How popular are e-cigarettes among tweens and teens?
• 58% of Yellowstone County high schoolers have tried e-cigarettes and 40% report being current users.
• 29% of Yellowstone County middle school students have tried e-cigarettes and 17% are current users.
Statewide, Montana students who use e-cigarettes, use them frequently. Thirteen percent said they had used on 20 or more days in the 30 days before they were surveyed. Nine percent said they use daily and 19% said they had used e-cigarette products on school property in the 30 days before they were surveyed.
Those numbers are drawn from the 2019 Montana Youth Risk Behavior Survey, a study conducted biennially through the Montana Office of Public Instruction. The data indicate that thousands of Montana kids ages 12 to 18 have used various electronic nicotine delivery systems. They use e-cigarettes at school and away from school.
The risk survey statistics are reflected in what a Missoula high senior told a Montana legislative committee in January:
“I have walked into the (school) bathroom many times to find a metallic-sweet air piercing my nose and throat. Some kids vape in class and blow it into their sleeves or shirt collars. Sometimes kids blow a thick cloud of vapor in into my face because they think it is funny. I do not want any nicotine or chemicals in my lungs. Nobody does, but the addictive properties make the right decision harder and harder to make for a lot of students. Vaping has become a social activity alongside alcohol and marijuana for many students, and many are peer-pressured into it.”
Representatives from Montana health and education organizations are asking lawmakers to protect children and teens from e-cigarettes and the manufacturers’ slick marketing to teens. Billings physicians, the Montana Academy of Pediatrics, American Heart Association, School Administrators of Montana and others joined RiverStone Health tobacco prevention specialists in supporting local community decisions that discourage youth from e-cigarette use.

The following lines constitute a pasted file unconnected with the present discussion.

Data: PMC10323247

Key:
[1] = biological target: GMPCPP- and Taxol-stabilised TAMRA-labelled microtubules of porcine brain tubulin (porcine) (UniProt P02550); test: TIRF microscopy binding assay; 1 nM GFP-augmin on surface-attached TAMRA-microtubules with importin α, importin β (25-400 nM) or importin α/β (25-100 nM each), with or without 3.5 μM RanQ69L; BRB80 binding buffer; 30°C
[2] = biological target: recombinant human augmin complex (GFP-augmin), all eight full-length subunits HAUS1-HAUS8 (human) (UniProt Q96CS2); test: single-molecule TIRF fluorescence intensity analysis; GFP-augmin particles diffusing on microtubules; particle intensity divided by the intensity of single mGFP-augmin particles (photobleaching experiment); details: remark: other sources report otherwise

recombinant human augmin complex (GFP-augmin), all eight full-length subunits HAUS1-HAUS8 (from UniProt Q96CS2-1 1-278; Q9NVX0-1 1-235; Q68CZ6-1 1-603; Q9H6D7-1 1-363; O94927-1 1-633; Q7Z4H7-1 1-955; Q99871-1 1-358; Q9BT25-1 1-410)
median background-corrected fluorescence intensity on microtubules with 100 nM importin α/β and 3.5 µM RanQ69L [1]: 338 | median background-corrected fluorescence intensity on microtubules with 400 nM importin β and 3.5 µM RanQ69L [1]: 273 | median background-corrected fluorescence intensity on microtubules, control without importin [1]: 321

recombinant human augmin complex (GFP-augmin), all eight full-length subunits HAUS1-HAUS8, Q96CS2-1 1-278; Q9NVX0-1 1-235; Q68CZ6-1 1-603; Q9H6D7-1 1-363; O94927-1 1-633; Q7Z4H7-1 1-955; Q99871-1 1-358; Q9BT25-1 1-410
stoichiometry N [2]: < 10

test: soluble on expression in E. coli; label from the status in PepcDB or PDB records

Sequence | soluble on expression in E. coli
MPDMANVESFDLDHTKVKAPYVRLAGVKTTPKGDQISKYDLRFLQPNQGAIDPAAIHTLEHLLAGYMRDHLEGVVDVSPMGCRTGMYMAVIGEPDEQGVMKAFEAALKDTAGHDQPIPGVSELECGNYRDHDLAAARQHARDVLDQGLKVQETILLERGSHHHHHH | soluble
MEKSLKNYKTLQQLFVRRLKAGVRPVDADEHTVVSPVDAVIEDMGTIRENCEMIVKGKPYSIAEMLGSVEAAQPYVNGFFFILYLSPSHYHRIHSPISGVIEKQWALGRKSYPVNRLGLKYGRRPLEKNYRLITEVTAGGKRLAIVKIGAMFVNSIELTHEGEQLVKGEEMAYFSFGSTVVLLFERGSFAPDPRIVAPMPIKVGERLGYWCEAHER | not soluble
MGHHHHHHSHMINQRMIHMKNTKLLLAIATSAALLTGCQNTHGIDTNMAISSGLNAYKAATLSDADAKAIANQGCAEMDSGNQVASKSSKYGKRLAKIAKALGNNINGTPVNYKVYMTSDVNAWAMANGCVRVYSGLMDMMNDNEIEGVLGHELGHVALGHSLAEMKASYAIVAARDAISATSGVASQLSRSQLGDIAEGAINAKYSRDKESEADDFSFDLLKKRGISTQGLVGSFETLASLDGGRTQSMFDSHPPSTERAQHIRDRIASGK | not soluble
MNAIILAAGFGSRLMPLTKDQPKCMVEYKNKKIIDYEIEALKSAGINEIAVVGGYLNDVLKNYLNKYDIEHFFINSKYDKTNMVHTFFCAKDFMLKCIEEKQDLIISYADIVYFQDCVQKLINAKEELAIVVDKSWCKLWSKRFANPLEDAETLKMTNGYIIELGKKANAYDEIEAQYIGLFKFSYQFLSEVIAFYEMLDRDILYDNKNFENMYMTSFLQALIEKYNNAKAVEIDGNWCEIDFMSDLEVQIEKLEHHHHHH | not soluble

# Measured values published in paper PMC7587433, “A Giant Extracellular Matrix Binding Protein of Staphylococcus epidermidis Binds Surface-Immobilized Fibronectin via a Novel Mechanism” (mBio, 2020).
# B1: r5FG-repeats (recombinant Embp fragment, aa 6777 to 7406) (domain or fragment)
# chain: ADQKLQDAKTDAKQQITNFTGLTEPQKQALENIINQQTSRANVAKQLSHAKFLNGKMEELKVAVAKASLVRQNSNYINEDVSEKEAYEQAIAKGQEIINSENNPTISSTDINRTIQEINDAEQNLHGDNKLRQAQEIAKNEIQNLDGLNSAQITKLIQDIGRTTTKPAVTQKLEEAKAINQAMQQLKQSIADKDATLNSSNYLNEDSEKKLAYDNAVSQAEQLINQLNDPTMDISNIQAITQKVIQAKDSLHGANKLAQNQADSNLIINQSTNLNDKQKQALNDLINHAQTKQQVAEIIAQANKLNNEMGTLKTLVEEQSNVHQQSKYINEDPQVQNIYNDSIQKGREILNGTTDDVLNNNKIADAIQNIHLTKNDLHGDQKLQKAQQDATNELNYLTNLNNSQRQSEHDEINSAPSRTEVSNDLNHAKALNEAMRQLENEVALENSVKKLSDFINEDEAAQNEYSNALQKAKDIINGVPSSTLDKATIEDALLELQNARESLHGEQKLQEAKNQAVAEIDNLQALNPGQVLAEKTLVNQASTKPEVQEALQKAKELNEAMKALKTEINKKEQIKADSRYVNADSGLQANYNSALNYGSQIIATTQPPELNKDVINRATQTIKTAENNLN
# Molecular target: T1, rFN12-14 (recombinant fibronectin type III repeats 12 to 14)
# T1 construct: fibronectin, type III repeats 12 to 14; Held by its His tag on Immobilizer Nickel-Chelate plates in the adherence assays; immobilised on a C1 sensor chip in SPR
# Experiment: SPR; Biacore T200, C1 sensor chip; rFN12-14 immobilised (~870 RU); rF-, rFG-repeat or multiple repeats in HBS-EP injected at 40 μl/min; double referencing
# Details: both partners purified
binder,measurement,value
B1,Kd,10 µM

How do e-cigarettes compare with regular cigarettes?
• Both contain nicotine, a highly addictive substance. E-cigarettes often give the user bigger doses of nicotine that regular cigarettes.
• Secondhand smoke from regular cigarettes contains cancer-causing substances that harm the health of people who are near smokers or in an area where someone has been smoking. Similarly, chemicals in the aerosols (sometimes incorrectly called vapors) emitted by e-cigarettes can include toxins and heavy metals that have been listed by the FDA as “harmful and potentially harmful.”
• The Journal of Adolescent Health has reported that teen smokers and e-cigarette users are five to seven times more likely to be infected with COVID-19 virus than are teens who don’t use those products. Both cigarettes and e-cigarettes can cause damage to blood vessels, mucus suppression and make users more likely to contract viral and bacterial infections.
The e-cigarette industry claims that these newer products are safe alternatives to smoking. Those claims aren’t supported by scientific evidence, which, instead, suggests that e-cigarettes pose additional risks to teen brains.
“Youth and young adults are also uniquely at risk for long-term, long-lasting effects of exposing their developing brains to nicotine,” the U.S. Surgeon General report has warned about e-cigarettes. “These risks include nicotine addiction, mood disorders, and permanent lowering of impulse control. Nicotine also changes the way synapses are formed, which can harm the parts of the brain that control attention and learning.”
The teen popularity of e-cigarettes is feeding the traditional cigarette market. Students who use e-cigarettes are four times as likely to start smoking regular cigarettes within a year.
Government action that would help protect our kids includes: removing all candy, fruit, sweet and other non-tobacco flavors from the market, restrictions on e-cigarette marketing and a thorough Food and Drug Administration review of all e-cigarette products. The more we learn about e-cigarettes, the more we know they are hazardous to our children’s health.
Sarah Music, a prevention health specialist at RiverStone Health, can be reached at 406-247-3273.